16. Los Angeles Kings — Dion Phaneuf is a fraction of what he used to be but he will probably give them a little more value than Marian Gaborik would have, and Tobias Rieder adds a little bit of speed and upside to a lineup that was lacking in both of those things.

17. Montreal Canadiens — Their standing here is mostly do to the fact that they did not trade Max Pacioretty at a point where his value is so low. They really didn’t do much of significance. Maybe Mike Reilly can be okay? Basically I am just giving Marc Bergevin credit for not doing something that would hurt the team.

18. Florida Panthers — Frank Vatrano is a pretty decent buy-low gamble. Maybe a fresh start and a change of scenery where he can play a bigger role helps him realize some of that potential.

19. Arizona Coyotes — They sold Rieder at what might be a lowpoint, which isn’t ideal, but they did end up with a pretty good goaltending option in Darcy Kuemper.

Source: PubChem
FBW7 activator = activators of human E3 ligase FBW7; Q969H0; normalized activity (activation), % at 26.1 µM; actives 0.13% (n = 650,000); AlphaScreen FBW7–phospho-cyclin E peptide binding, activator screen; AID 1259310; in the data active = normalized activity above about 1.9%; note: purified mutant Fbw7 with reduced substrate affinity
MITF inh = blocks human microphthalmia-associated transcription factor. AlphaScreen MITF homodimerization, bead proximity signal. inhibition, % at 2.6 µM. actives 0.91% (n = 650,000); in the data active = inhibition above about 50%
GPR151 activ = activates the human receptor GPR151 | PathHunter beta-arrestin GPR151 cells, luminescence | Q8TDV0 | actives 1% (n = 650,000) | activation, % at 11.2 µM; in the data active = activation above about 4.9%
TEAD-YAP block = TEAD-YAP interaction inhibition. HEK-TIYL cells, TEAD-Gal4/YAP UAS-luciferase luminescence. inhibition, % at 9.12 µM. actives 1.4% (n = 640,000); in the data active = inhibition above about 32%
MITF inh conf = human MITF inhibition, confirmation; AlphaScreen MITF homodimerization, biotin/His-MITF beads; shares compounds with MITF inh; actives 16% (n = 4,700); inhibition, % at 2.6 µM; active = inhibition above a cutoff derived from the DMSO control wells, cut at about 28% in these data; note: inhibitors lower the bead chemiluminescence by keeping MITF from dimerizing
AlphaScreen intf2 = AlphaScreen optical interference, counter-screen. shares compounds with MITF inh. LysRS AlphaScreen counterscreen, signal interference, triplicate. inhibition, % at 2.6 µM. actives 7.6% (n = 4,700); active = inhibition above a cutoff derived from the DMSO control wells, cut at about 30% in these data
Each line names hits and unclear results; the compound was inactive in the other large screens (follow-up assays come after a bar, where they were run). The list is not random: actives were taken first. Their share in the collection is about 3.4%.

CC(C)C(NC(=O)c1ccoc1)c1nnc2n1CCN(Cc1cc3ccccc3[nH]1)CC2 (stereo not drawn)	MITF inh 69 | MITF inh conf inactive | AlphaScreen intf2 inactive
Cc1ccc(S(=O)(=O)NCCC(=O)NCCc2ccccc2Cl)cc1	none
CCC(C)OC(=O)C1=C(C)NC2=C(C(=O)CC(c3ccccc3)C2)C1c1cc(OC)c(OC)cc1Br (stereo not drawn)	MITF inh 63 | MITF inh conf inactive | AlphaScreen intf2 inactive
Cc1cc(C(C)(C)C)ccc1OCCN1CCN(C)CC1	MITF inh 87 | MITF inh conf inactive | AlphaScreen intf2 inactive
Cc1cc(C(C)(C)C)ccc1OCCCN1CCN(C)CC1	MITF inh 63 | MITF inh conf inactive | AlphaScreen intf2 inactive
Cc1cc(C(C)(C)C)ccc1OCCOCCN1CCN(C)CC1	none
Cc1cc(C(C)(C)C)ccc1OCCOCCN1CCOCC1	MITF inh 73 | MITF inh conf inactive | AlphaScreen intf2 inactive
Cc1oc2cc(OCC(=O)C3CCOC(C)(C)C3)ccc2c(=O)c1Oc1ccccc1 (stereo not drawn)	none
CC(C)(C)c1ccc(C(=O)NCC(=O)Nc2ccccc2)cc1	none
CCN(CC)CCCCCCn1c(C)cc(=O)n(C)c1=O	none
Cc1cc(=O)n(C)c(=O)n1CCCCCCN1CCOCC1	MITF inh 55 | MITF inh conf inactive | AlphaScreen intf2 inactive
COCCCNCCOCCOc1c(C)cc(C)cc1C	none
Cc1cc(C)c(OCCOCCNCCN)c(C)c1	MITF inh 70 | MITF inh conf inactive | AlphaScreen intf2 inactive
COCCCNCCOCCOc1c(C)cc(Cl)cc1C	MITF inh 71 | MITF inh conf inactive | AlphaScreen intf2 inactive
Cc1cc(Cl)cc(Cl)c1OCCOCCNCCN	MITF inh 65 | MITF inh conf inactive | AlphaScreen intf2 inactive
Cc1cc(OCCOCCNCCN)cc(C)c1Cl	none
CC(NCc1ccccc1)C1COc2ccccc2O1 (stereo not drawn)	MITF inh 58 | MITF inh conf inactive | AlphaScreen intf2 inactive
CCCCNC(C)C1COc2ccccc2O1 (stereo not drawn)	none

The incompletes

20. Calgary Flames — Does Nick Shore for a seventh-round draft pick do much for you? No? Good. It shouldn’t. They did add Chris Stewart on waivers so I guess that is something.

21. Carolina Hurricanes — Every year we are told this could be the year Jeff Skinner gets traded, then he never gets traded. That is actually a good thing for the Hurricanes because Jeff Skinner is really good. Their only move was a minor league deal to send Josh Jooris to Pittsburgh for Greg McKegg.

22. Colorado Avalanche — They traded Chris Bigras for Ryan Graves. I have nothing else to add.

23. Dallas Stars — They did nothing. Nothing to see here.

24. Minnesota Wild — They lost Stewart on waivers and traded Reilly for a draft pick. Nashville and Winnipeg loaded up in their division in an arms race. At the moment, they would have to get through those two teams in the first two rounds of the playoffs. Oof.

What is happening here?